Secret shopper scam: After Hamilton woman falls victim, police offer warning

Credit: DaytonDailyNews

Caption
The couple says they got a letter and a check in the mail from fraudsters claiming to be from Kroger. They caught on to the scam before they lost any money.

Credit: DaytonDailyNews

A Hamilton woman told police she was cheated out of cash after signing up to be a secret shopper.

The 28-year-old reported she applied for the secret shopper job online and was accepted. After receiving an assignment, the woman said she got a check.

But after the check was deposited and the money spent, the woman was notified that the check was fake. The bank then charged her for the money spent.

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Hamilton detectives are investigating, but no arrests have been made.

The secret shopper scam is just one of many that have victimized people in the area. While scams are nothing new, the internet makes them much easier and reaches more victims, according to police.

“Scammers are good at what they do and that is getting people’s money. If anyone is asking someone to deposit a check and then wire/send them money, you can bet it is a scam,” said Hamilton Police Officer Kristy Collins.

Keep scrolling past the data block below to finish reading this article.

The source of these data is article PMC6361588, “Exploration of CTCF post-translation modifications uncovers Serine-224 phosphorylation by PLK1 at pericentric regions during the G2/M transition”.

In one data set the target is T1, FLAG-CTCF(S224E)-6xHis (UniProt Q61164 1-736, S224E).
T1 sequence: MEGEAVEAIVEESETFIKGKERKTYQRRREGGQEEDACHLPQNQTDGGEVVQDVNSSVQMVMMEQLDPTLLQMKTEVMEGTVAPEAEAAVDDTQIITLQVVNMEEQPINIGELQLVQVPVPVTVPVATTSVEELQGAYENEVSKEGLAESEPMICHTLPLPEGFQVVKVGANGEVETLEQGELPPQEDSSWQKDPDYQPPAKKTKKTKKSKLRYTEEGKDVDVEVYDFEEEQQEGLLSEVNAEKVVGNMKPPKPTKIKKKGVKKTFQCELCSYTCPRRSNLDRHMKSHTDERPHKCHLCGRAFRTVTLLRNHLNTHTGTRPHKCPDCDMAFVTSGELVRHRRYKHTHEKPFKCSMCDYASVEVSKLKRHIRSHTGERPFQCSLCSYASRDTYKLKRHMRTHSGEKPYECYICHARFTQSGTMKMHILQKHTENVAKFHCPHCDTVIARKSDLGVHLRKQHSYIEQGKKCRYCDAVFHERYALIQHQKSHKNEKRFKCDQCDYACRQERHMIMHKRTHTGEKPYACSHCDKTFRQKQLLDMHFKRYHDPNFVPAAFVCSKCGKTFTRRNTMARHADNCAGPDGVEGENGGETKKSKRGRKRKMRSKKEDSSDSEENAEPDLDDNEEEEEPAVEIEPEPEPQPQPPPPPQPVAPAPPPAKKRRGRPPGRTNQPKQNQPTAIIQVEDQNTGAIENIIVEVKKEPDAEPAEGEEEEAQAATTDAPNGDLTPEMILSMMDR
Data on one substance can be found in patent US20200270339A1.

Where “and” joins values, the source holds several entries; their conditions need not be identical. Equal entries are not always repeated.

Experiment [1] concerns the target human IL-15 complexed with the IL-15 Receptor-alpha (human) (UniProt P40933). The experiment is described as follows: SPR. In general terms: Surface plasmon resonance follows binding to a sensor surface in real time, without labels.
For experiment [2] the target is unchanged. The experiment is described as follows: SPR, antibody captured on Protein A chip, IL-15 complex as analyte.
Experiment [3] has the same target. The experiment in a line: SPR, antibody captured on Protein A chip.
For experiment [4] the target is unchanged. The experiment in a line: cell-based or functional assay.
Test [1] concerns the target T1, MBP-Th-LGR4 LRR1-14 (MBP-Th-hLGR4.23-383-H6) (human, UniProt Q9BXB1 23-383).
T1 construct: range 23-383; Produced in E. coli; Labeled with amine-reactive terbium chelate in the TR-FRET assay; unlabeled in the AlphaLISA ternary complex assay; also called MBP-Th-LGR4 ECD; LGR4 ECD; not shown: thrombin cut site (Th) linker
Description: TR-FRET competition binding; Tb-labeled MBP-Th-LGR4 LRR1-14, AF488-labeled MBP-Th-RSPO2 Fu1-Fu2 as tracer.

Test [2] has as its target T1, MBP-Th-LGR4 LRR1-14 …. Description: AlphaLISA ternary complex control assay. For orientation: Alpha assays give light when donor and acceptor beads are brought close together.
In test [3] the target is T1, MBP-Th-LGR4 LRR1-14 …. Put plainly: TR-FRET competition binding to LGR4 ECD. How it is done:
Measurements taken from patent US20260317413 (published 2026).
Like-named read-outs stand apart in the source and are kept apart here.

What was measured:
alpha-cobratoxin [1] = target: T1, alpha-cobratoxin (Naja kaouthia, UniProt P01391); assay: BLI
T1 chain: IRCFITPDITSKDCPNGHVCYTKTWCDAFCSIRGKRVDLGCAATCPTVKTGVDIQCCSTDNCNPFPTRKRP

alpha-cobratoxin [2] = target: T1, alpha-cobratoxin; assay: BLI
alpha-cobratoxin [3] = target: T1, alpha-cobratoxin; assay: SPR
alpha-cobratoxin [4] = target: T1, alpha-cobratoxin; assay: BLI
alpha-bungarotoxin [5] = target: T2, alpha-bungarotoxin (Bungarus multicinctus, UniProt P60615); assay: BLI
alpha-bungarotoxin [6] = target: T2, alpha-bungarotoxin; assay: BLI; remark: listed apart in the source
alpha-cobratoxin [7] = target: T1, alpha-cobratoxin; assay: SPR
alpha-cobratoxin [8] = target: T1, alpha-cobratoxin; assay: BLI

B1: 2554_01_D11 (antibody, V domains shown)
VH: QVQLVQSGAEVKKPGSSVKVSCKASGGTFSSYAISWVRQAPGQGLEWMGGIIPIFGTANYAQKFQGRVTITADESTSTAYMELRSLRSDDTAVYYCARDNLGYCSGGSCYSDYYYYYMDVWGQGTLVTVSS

Here are some tips from the Federal Trade Commission so that you don’t become a victim of the secret shopper scam:

  • Becoming a mystery shopper for a legitimate company does not cost anything.
  • Research mystery shopping. Check libraries, bookstores, or online sites for tips on how to find legitimate companies hiring mystery shoppers, as well as how to do the job effectively.
  • Search the internet for reviews and comments about mystery shopping companies that are accepting applications online.
  • Remember that legitimate companies don't charge people to work for them — they pay people to work for them.
  • Never wire money as part of a mystery shopping assignment.
  • You can visit the Mystery Shopping Providers Association (MSPA) website at mysteryshop.org to search a database of mystery shopper assignments and learn how to apply for them. The MSPA offers certification programs for a fee, but you don't need "certification" to look — or apply — for assignments in its database.